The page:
Pedro Martinez can seem like one of the rudest, nastiest people you could ever find. But you don't have to look very deep to see that he's not as bad as some have made him out to be. And that's especially true if he's pitching for your team. Martinez is one of those guys that you come to love if he's on your side, even if you loathed him for many years as an opponent. That's what people do with players like Pedro. He is always a thorn in your side until he's on your side of the field.
When Martinez signed with the Phillies this past Summer, some thought it a good move while others thought it to be a waste of time and money. Right from his arrival, Pedro started warming hearts with his little boy smile and enthusiasm for baseball. He easily slipped into a great loyalty to the Phillies for signing him and giving him the chance to pitch with a team already well on their way to the World Series. You could have become wealthy if you had received a royalty from every time that he said "whatever they want" when he was asked about how he wanted to be used or how quickly the Phillies would move him to the majors.
Besides getting another nice payday, Martinez wanted to pitch in the postseason and the Phillies afforded him the opportunity for both. Now, not only is he pitching in the postseason, but he's pitching game two of the biggest stage on the postseason schedule and there aren't too many fans concerned about the fact that he's out there.
"I think he's a guy who's in good shape physically," explained Charlie Manuel about his decision to start Martinez in game two. "I think with the knowledge and knowing how to pitch, I think that definitely he's ready, and I think that he can handle the big setting. He's been there before, and he likes being there, and he likes everything about it."
While this particular setting would be big for any pitcher, it's especially big for Pedro because of his history with the fans in New York. It was late in the 2004 season when Martinez got scalded by the Yankees. After the game, a frustrated Pedro talked frankly to the media and it's become a rallying cry for Yankee fans every time that Martinez has faced the Yankees since.
"They beat me. They're that good right now. They're that hot," said Martinez after the loss to the Yankees. He probably should have just stopped there, but he went on. "I just tip my hat and call the Yankees my daddy".
Now, Yankee Stadium - new or old - fills with calls of "who's your daddy" whenever Martinez appears. Instead of being a source of frustration though, Martinez has made his peace with the chant and actually embraces it. "It [the chant] really reminds me that God is my daddy. It gives me strength. It keeps me strong and healthy, and I believe I can do anything." The chant also serves Martinez as a reminder of how good he can be. "I said that quote out of frustration. Now, hearing it the following few years that I played, it reminds me not to make the same mistake."
The New York fans have actually had plenty of reason to get on Martinez and stay on him hard. Even before becoming New York's son, Martinez was embroiled in controversy thanks to an incident in the 2003 ALCS. At the time, Martinez was pitching for the Red Sox and umpires ruled that he hit the Yankees Karim Garcia with a pitch when actually, the ball had hit his bat. The benches started to empty and Yankees bench coach, Don Zimmer, charged at Martinez. Recalling the incident, Martinez said he was surprised by what took place next.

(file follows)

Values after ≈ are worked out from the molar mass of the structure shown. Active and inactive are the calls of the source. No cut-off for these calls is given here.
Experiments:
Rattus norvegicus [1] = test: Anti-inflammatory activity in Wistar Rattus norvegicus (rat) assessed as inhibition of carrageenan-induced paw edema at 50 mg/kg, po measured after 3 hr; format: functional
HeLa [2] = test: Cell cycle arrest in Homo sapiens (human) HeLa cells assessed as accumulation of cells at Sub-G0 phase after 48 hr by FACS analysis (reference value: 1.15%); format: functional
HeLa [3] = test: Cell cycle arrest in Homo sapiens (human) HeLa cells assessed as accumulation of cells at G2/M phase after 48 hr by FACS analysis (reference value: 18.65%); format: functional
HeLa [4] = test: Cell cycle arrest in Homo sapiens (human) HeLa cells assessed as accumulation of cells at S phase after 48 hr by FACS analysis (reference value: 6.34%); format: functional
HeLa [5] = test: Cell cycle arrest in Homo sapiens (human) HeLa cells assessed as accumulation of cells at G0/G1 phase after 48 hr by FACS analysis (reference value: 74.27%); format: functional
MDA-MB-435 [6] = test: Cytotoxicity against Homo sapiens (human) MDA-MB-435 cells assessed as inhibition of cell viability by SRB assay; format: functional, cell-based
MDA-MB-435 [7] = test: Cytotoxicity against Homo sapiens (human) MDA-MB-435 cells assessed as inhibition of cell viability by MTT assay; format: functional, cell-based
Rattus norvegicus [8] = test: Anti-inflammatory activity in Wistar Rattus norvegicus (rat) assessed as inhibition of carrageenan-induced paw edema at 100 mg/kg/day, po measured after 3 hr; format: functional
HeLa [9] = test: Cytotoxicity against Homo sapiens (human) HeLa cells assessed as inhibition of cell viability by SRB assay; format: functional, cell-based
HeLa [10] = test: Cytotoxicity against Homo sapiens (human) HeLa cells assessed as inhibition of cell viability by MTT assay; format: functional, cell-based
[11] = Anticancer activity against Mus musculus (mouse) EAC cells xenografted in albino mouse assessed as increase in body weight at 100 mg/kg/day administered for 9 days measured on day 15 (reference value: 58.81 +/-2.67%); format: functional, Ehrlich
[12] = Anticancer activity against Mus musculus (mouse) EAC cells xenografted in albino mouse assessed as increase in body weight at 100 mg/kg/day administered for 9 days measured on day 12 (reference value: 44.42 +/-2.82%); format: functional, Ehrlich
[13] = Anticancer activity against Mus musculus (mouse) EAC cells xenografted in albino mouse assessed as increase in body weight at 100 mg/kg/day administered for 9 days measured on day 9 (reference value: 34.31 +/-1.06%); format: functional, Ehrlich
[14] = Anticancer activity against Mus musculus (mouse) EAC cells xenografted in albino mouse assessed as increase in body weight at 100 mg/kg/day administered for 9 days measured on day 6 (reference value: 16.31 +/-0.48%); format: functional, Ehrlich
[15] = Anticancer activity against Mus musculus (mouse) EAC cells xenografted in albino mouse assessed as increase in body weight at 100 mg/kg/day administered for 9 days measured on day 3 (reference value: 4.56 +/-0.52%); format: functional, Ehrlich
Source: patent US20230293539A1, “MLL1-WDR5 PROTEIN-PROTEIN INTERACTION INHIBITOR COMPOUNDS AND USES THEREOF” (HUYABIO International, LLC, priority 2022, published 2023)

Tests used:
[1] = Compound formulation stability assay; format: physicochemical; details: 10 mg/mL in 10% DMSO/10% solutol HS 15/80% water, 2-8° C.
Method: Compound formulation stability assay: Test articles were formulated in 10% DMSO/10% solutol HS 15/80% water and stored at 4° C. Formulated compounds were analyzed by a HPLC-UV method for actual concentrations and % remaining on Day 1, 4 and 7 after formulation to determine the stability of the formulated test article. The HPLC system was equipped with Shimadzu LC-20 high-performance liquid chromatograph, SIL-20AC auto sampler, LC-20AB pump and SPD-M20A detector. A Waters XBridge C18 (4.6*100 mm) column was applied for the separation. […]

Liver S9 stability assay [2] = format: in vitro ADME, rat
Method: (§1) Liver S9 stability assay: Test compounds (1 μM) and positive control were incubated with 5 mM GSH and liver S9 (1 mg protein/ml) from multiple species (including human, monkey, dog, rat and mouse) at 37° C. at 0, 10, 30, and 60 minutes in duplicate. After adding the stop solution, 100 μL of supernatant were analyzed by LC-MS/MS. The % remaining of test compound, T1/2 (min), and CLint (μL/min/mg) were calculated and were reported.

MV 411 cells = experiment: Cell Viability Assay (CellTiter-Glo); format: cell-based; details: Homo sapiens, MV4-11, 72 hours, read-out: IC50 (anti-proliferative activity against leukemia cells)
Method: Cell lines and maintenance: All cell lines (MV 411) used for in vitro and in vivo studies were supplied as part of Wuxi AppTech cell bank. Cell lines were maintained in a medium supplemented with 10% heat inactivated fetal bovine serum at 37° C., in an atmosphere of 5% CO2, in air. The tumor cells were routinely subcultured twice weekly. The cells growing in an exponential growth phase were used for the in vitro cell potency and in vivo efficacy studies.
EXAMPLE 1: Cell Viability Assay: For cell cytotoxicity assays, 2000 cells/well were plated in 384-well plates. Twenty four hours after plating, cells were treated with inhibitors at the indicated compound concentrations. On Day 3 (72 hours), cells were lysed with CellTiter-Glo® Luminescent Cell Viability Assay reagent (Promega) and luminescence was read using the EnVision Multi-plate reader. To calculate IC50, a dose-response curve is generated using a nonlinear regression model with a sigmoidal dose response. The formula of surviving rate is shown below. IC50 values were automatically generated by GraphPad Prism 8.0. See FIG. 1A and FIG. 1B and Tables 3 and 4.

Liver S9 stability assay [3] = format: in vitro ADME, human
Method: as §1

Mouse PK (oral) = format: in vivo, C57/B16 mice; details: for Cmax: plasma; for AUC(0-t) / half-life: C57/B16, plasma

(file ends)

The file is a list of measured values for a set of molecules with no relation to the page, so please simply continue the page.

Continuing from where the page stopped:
"When Zim came over to me, I thought he was going to just give me advice or something, just 'Go, Pedro, you need to slow down or something,' or try to make it look a little bit different," explained Martinez. "Zim charged me, and I think he's going to say something, but his reaction was totally the opposite, was trying to punch my mouth and told me a couple of bad words about my mom."
The end result saw Martinez throw then 72 year old Zimmer to the ground. "I just had to react and defend myself kind of. I remember getting back to my dugout and seeing middle fingers. My mom, poor mom. I'm glad she's blessed by God because all those curses were, I mean, unbelievable," said Pedro prior to the opening of this year's World Series. It was the first time that Martinez had ever really talked about the incident at any length. "I thought when I saw Zim down on the ground, I thought so much of my dad. I respect older people, I respect elders; I don't condone anything like that. But I've got no choice. I've got no choice but to just respond and get away."
While it didn't matter much to fans, Zimmer apologized to Martinez the next day and took the blame for causing the incident. Zimmer recently again stated that Martinez was not at fault for what happened. Even after Zimmer's next day apology, the press and the fans of New York expected an apology to come from Martinez as well, but it didn't and Martinez still has no regret for that. "I never wanted to apologize to you guys because why should I apologize to you guys or come to a press conference and say, I apologize for something I didn't intend to do," said Martinez. "It's a normal human reaction to defend yourself when you feel threatened, and that's what happened to me at that point. I had to defend myself."
So while Yankee fans will forever taunt Martinez, his conscience is clear and he has found a way to fight through those chants and even use them for his own good. Meanwhile, Phillies fans just hope that when Martinez leaves New York this time, he'll be the daddy.